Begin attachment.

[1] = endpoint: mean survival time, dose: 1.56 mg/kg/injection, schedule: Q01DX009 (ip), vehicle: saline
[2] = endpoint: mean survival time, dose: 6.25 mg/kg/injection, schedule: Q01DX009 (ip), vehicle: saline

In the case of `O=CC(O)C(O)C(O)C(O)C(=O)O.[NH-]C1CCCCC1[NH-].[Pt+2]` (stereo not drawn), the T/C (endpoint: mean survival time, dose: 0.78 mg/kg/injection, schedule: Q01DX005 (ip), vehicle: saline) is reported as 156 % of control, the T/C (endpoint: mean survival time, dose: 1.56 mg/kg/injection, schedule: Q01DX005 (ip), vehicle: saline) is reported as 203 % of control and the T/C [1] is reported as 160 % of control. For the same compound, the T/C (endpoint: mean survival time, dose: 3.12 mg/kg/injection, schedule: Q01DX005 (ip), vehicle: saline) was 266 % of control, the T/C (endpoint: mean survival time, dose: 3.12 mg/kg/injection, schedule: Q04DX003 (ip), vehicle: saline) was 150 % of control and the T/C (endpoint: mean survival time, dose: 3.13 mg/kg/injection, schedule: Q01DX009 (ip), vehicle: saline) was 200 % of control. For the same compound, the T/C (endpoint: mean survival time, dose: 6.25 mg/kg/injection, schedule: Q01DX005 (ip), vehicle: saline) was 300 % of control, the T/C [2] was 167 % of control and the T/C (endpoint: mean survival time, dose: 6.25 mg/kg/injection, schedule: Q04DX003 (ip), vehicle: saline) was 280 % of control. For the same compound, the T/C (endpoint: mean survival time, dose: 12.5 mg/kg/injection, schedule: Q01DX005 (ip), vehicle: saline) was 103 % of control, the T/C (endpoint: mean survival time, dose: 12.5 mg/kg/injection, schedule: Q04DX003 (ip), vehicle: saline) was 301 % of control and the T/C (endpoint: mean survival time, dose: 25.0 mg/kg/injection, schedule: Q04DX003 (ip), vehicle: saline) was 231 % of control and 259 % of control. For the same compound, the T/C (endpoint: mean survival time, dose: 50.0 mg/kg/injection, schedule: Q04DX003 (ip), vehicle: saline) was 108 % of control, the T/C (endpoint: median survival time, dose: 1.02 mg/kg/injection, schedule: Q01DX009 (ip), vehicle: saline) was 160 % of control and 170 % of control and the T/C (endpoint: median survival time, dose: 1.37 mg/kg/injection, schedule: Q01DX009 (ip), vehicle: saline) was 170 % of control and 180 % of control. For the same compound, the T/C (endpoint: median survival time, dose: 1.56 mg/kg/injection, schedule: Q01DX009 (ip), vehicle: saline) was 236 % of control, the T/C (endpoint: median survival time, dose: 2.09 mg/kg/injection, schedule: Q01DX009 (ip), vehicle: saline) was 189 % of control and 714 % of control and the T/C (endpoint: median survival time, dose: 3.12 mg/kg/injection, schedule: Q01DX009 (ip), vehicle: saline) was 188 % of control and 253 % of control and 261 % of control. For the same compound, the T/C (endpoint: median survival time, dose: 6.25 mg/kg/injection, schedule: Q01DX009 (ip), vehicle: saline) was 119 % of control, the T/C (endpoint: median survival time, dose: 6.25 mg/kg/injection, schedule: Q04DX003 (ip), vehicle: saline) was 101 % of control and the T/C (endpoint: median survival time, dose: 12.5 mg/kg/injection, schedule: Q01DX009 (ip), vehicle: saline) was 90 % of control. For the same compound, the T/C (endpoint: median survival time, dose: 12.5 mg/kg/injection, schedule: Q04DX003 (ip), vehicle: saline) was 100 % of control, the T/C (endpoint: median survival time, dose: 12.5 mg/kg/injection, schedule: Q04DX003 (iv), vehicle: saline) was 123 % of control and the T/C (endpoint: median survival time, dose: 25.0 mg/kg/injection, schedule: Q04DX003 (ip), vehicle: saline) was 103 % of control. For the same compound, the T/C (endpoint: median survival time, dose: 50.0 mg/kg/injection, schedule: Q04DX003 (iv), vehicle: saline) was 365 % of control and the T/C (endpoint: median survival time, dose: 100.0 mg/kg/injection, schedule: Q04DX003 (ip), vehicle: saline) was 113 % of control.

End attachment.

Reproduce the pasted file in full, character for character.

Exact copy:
[1] = endpoint: mean survival time, dose: 1.56 mg/kg/injection, schedule: Q01DX009 (ip), vehicle: saline
[2] = endpoint: mean survival time, dose: 6.25 mg/kg/injection, schedule: Q01DX009 (ip), vehicle: saline

In the case of `O=CC(O)C(O)C(O)C(O)C(=O)O.[NH-]C1CCCCC1[NH-].[Pt+2]` (stereo not drawn), the T/C (endpoint: mean survival time, dose: 0.78 mg/kg/injection, schedule: Q01DX005 (ip), vehicle: saline) is reported as 156 % of control, the T/C (endpoint: mean survival time, dose: 1.56 mg/kg/injection, schedule: Q01DX005 (ip), vehicle: saline) is reported as 203 % of control and the T/C [1] is reported as 160 % of control. For the same compound, the T/C (endpoint: mean survival time, dose: 3.12 mg/kg/injection, schedule: Q01DX005 (ip), vehicle: saline) was 266 % of control, the T/C (endpoint: mean survival time, dose: 3.12 mg/kg/injection, schedule: Q04DX003 (ip), vehicle: saline) was 150 % of control and the T/C (endpoint: mean survival time, dose: 3.13 mg/kg/injection, schedule: Q01DX009 (ip), vehicle: saline) was 200 % of control. For the same compound, the T/C (endpoint: mean survival time, dose: 6.25 mg/kg/injection, schedule: Q01DX005 (ip), vehicle: saline) was 300 % of control, the T/C [2] was 167 % of control and the T/C (endpoint: mean survival time, dose: 6.25 mg/kg/injection, schedule: Q04DX003 (ip), vehicle: saline) was 280 % of control. For the same compound, the T/C (endpoint: mean survival time, dose: 12.5 mg/kg/injection, schedule: Q01DX005 (ip), vehicle: saline) was 103 % of control, the T/C (endpoint: mean survival time, dose: 12.5 mg/kg/injection, schedule: Q04DX003 (ip), vehicle: saline) was 301 % of control and the T/C (endpoint: mean survival time, dose: 25.0 mg/kg/injection, schedule: Q04DX003 (ip), vehicle: saline) was 231 % of control and 259 % of control. For the same compound, the T/C (endpoint: mean survival time, dose: 50.0 mg/kg/injection, schedule: Q04DX003 (ip), vehicle: saline) was 108 % of control, the T/C (endpoint: median survival time, dose: 1.02 mg/kg/injection, schedule: Q01DX009 (ip), vehicle: saline) was 160 % of control and 170 % of control and the T/C (endpoint: median survival time, dose: 1.37 mg/kg/injection, schedule: Q01DX009 (ip), vehicle: saline) was 170 % of control and 180 % of control. For the same compound, the T/C (endpoint: median survival time, dose: 1.56 mg/kg/injection, schedule: Q01DX009 (ip), vehicle: saline) was 236 % of control, the T/C (endpoint: median survival time, dose: 2.09 mg/kg/injection, schedule: Q01DX009 (ip), vehicle: saline) was 189 % of control and 714 % of control and the T/C (endpoint: median survival time, dose: 3.12 mg/kg/injection, schedule: Q01DX009 (ip), vehicle: saline) was 188 % of control and 253 % of control and 261 % of control. For the same compound, the T/C (endpoint: median survival time, dose: 6.25 mg/kg/injection, schedule: Q01DX009 (ip), vehicle: saline) was 119 % of control, the T/C (endpoint: median survival time, dose: 6.25 mg/kg/injection, schedule: Q04DX003 (ip), vehicle: saline) was 101 % of control and the T/C (endpoint: median survival time, dose: 12.5 mg/kg/injection, schedule: Q01DX009 (ip), vehicle: saline) was 90 % of control. For the same compound, the T/C (endpoint: median survival time, dose: 12.5 mg/kg/injection, schedule: Q04DX003 (ip), vehicle: saline) was 100 % of control, the T/C (endpoint: median survival time, dose: 12.5 mg/kg/injection, schedule: Q04DX003 (iv), vehicle: saline) was 123 % of control and the T/C (endpoint: median survival time, dose: 25.0 mg/kg/injection, schedule: Q04DX003 (ip), vehicle: saline) was 103 % of control. For the same compound, the T/C (endpoint: median survival time, dose: 50.0 mg/kg/injection, schedule: Q04DX003 (iv), vehicle: saline) was 365 % of control and the T/C (endpoint: median survival time, dose: 100.0 mg/kg/injection, schedule: Q04DX003 (ip), vehicle: saline) was 113 % of control.